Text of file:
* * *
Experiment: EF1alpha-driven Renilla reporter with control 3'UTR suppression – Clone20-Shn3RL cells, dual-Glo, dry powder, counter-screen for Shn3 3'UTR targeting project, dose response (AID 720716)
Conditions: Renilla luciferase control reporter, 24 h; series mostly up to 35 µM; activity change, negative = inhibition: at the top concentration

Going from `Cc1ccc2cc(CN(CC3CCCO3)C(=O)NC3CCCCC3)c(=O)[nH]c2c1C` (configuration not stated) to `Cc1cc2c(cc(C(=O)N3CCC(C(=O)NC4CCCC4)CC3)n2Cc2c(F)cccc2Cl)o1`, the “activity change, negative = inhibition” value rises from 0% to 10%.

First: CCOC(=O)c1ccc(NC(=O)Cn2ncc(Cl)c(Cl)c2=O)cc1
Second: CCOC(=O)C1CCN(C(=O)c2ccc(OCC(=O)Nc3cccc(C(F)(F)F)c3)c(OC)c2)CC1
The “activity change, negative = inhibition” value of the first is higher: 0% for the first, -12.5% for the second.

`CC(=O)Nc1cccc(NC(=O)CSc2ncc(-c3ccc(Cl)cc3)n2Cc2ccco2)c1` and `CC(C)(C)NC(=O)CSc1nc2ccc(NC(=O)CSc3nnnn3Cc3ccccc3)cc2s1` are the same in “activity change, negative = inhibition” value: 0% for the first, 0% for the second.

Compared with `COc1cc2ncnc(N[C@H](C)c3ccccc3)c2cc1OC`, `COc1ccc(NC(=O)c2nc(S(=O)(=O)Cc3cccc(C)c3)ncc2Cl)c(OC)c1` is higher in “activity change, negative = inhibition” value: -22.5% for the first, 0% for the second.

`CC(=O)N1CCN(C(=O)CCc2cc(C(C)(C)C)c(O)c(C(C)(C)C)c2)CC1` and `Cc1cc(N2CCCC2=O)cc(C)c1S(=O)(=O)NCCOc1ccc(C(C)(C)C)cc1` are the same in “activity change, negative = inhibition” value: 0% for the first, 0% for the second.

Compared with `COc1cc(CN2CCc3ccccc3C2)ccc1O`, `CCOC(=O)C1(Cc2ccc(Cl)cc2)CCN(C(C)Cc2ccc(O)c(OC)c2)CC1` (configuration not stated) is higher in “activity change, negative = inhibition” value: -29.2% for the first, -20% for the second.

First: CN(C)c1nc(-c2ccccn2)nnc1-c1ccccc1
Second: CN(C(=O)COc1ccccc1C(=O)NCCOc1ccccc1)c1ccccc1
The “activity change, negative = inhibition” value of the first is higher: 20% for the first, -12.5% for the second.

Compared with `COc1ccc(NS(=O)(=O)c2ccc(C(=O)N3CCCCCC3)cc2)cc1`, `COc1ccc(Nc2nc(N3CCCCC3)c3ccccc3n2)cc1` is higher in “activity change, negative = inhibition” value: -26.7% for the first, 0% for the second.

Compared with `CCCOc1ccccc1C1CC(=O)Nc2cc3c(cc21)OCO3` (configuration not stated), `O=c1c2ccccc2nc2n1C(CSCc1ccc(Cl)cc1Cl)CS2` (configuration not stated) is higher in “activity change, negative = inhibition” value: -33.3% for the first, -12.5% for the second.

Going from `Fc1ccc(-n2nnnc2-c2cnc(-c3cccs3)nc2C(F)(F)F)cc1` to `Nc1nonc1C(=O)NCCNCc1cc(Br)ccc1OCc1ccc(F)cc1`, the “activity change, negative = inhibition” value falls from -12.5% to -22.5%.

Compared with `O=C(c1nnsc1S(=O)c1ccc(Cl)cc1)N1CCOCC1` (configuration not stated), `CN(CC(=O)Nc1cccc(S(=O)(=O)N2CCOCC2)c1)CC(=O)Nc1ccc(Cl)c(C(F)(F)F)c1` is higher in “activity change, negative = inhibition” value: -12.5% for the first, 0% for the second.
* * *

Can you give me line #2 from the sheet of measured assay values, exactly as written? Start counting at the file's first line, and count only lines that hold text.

Conditions: Renilla luciferase control reporter, 24 h; series mostly up to 35 µM; activity change, negative = inhibition: at the top concentration